Act Early To Benefit from College Residence Options

Act Early To Benefit from College Residence Options
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    There is a noticeable correlation between students who live on campus in the first two years of college and their retention rate.

    The safety and convenience of living at college seem to have a definite effect on student success.


Many colleges require freshmen and sophomores to live in student housing for just this reason.

Whether a student intends to live in the dorms or a student apartment complex, it is important that they and their guardians must review the housing situation prior to taking up residence.

There are several factors to consider.

Safety and Functionality

Depending on your college, campus housing can be quite nice, or it can be dated and run down. Just as you would in any apartment search, you want to check the housing for safety and functionality first. Students or their parents will be paying premium rates for student housing and should not be shy about requiring an acceptable level of upkeep.

Check what you can see first. There should be sturdy locking mechanisms on all doors and windows. Check for leaks around the bathroom and kitchen plumbing.

Make sure that there are no unrepaired holes in the walls and that cabinets and drawers are functional. Test all appliances to assure that they are in working order.

Take the time to check outside the building as well. Is the HVAC system in a healthy condition? Is the area well lit?

Considering how much electricity will be used at any given time in a student building, it is also important that there is an electrical disconnect or at the very least an updated circuit-breaker system for the safety of the students and their devices.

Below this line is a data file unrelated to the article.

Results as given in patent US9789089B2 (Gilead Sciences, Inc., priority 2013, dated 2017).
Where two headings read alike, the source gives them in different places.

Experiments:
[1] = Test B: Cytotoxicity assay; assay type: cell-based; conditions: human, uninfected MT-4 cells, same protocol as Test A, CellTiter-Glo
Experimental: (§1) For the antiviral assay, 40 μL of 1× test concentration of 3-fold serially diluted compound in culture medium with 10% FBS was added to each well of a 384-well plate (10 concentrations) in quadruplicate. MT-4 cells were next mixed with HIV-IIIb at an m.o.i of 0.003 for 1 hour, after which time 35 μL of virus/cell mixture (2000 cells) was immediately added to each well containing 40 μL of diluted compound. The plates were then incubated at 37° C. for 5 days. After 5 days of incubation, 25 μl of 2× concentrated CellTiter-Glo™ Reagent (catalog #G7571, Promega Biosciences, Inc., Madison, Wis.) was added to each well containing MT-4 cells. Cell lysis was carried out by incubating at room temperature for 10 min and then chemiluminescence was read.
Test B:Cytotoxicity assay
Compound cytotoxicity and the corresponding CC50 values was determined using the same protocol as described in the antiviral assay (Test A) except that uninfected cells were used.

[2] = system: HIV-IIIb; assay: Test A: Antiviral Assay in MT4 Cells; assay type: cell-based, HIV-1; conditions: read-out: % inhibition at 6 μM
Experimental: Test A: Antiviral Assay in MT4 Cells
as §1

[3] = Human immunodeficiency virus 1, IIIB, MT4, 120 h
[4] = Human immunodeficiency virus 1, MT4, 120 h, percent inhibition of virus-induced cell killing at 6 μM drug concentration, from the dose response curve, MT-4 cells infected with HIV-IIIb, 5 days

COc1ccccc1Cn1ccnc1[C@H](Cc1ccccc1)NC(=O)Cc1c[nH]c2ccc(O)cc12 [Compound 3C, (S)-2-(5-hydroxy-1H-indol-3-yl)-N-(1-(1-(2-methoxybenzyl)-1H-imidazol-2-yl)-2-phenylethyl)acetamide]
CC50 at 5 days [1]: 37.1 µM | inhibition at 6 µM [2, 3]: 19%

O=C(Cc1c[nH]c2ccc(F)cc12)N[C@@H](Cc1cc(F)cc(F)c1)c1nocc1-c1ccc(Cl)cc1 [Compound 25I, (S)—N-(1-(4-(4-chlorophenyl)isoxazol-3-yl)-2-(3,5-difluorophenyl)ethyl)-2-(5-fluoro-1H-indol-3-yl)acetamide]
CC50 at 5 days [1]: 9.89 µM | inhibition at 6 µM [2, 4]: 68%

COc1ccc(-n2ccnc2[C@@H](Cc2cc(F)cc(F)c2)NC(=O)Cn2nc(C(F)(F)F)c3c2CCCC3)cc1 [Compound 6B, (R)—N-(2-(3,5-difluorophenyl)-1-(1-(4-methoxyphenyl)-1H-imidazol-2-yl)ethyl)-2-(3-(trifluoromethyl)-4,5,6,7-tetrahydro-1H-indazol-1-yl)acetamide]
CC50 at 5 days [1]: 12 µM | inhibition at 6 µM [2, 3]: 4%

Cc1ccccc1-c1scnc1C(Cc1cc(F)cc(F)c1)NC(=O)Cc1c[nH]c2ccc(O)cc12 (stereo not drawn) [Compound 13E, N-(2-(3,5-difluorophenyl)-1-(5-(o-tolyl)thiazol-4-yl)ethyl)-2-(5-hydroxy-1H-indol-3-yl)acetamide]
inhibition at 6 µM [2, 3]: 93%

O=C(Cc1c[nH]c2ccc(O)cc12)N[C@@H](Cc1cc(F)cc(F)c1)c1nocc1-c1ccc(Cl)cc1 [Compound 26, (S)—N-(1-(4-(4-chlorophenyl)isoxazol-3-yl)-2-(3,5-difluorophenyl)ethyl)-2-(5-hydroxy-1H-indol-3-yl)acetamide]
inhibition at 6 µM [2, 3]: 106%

Location is important in any living situation, and that is no different when you are looking at on-campus housing options. Most colleges will have dorms and apartments in various locations around the campus.

Look for a housing option that puts you close to as many of your classes as possible. Science majors will want to be close to the university science building, performing artists will spend a great deal of their time at the campus theater, and athletes will want to be near the sports complex.

After you’ve considered your classes, think about where you will spend most of your time. Will you be eating your meals in the cafeteria? If so, it would be ideal to avoid residence buildings that place you a long distance from your source of meals.

Do you anticipate spending a lot of time in the library? Where are the laundry facilities? It is worth going with a less desirable dorm room or apartment in exchange for the convenience of having your residence central to your college life.


Sharing a dorm or an apartment can be challenging. At some colleges, you may have little choice in your residential assignments, including your roommates. However, many colleges have begun to implement change in this area.

Some colleges do extensive psychological questionnaires to match students with roommates they can get along with; while others will separate their dorms by course of study. Many colleges will allow you to request a particular pairing.

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If your college offers these options, it is important to take action early. Even at the best colleges, latecomers are likely to have the least choices.

In choosing your living companions, look for people that share your interests and personalities. Living with your best friend might sound great, but if you are a neat freak and they are a slob, things can get contentious fast.

Likewise, if you are the studious type and your friend likes to party, your apartment or dorm room can quickly become a place that isn’t conducive to your academic goals.

Living on campus is a great choice, especially for younger students in their first couple of years at college. You will have some options, so make housing a focus early on to take advantage of the choices you are given.

You need your residence to be safe and convenient, and you should share it with like-minded people that will make the experience less challenging.

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Categories: College Living